I’m returning to Norbuling MSS, ah, the school I’ve started my schooling. I studied at this school from Class 3-6. After completing my high school, a degree certificate in hand and now a dzung wokpa, I’m visiting this school after 14 years.
It’s a two-hour walk from Gelephu, and today this school (established in 1961) stands feverishly beautiful, silent. It’s on winter vacation, oh. And it still illuminates in its old glorious architecture, in its persistence grace. The saplings we had planted, then, during the national forestry days have grown into admirably handsome trees. And the areca-nut plants, around the academic building, have already started fruiting. Everything else is same-still wooden tools (with a hole in the middle) and blackboards are being used in the classrooms.
This is the school I’ve memories from when I was kid. To me, this visit is like turning the clock back. I’ll tell you, I got admission in this school not because of my age, not by my height, not by my background or connection, not by my smartness. But we had to pass the only admission rule (let’s say admission criteria). That was, ahem, my right hand over the head must touch my left ear. I could do that. WOW. And I got admitted in the school.
A hodgepodge of images as a childhood and as an adolescent has flooded into my mind. Let me tell you, the huge pouch of my school uniform, especially backside, would be always tattered. Teachers and my parents used to blame it for my carelessness, unruliness. But, um, I had blamed it for my plate (aluminum) and camel geometry box. And this is even funnier-you’d never find pencils, erasers or scales in my geometry box. Guess what, you’d only find marbles in it. Ha-ha. No matter what, this was the time (when I was in Class PP) I had a deadly crush on a beautiful girl from Class 6. It does happen, even at so young age, ha-ha.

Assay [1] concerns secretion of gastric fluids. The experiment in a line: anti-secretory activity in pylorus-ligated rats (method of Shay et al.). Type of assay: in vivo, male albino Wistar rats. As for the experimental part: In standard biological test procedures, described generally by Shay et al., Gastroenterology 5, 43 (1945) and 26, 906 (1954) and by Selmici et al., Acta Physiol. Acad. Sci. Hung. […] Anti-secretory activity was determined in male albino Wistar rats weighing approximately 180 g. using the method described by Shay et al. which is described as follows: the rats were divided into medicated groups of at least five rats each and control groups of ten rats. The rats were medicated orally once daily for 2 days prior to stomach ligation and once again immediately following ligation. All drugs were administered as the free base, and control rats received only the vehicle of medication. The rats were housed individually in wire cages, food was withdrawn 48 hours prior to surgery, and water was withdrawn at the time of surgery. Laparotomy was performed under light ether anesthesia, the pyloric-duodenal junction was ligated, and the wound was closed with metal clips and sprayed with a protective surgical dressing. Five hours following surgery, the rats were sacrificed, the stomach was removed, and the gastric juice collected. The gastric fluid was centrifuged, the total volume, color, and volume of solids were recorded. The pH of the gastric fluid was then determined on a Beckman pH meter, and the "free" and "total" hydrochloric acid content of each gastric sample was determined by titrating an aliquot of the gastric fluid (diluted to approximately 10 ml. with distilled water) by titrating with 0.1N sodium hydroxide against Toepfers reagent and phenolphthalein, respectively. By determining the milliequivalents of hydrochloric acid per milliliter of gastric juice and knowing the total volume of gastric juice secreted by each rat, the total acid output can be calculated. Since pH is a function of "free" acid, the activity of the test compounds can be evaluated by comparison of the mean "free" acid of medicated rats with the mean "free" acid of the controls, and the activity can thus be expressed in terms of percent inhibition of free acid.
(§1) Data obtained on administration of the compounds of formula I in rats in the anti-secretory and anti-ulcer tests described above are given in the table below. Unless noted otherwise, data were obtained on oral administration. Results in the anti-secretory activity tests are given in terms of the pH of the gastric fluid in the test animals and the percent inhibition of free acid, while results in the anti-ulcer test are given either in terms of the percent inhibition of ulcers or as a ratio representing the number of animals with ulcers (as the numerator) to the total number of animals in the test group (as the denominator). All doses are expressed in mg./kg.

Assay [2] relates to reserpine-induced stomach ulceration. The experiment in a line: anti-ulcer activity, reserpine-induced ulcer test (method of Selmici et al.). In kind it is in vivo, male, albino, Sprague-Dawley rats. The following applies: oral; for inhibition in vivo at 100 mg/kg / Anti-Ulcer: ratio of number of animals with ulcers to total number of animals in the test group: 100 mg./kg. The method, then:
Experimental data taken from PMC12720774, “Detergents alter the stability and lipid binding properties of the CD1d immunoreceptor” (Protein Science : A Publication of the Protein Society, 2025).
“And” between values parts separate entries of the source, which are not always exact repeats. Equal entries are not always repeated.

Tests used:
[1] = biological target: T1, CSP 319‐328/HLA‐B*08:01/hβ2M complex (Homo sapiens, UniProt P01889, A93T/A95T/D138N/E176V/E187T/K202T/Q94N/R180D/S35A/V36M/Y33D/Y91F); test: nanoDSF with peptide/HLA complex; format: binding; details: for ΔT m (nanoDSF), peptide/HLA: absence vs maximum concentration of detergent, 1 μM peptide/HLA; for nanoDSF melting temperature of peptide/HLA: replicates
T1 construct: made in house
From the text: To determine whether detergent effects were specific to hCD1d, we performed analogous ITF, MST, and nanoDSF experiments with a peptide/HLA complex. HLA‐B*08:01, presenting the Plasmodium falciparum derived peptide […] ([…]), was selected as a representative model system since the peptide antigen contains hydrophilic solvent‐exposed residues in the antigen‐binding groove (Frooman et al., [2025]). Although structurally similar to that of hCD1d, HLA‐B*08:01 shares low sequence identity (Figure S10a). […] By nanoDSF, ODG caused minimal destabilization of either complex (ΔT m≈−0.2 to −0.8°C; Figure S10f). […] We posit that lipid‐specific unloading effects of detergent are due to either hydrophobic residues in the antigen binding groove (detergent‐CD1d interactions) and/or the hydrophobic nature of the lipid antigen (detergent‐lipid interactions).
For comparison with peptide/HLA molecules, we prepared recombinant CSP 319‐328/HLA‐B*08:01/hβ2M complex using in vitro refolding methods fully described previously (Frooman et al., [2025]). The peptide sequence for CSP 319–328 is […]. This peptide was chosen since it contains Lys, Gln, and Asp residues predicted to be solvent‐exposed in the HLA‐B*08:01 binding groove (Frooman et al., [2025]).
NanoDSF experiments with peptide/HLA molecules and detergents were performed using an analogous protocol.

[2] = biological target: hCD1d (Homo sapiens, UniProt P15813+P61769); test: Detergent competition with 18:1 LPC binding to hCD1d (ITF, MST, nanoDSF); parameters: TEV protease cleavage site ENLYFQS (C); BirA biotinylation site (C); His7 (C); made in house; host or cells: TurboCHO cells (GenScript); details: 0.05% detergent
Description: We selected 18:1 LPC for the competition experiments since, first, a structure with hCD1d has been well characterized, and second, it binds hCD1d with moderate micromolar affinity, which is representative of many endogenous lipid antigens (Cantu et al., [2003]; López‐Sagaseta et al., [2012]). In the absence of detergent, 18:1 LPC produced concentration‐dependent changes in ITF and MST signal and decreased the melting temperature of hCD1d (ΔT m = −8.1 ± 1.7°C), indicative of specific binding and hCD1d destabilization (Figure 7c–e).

As I march around the school, all the old instincts come rushing again. I romp around and jump in excitement like a school kid. Then, I stop abruptly. I stand in front of the assembly ground, the spot, where I had delivered my morning speeches, my limbs shivering. Forest. Punctuality. Water. Driglam Namzhag. Aro garo. More excitingly, I reminisce about the day when I had received my life’s first prize in the inter-school art competition from the, then, Sarpang Dzongda.
I walk in a classroom, Class 3 and is greeted by a vivid memory. My class teacher was an old Dzongkha lopoen. Before he’d start his session, he used to push Nu 2 note in my hand and asked me to buy him doma from the nearby shop. And I used to dart off, scooting, brrrrrr, my hands positioning as if on clause and escalator and my legs on break. The lopoen would start his session only after I scooted back with a packet of doma.
All this memories come back, new and fresh. Not just as thoughts, but as rich and meaningful good olden times. And I sit under a barren tree, right in front of the school, taking photographs. The sun is setting, turning into red, then into pink. Under the tree, under the beautiful sunset, I bask in a delicious nostalgia. And how I wish this time would stay still. It doesn’t. But, oh, the images of memories do stay still, at least. In our imagination. In our thoughts. In our mind.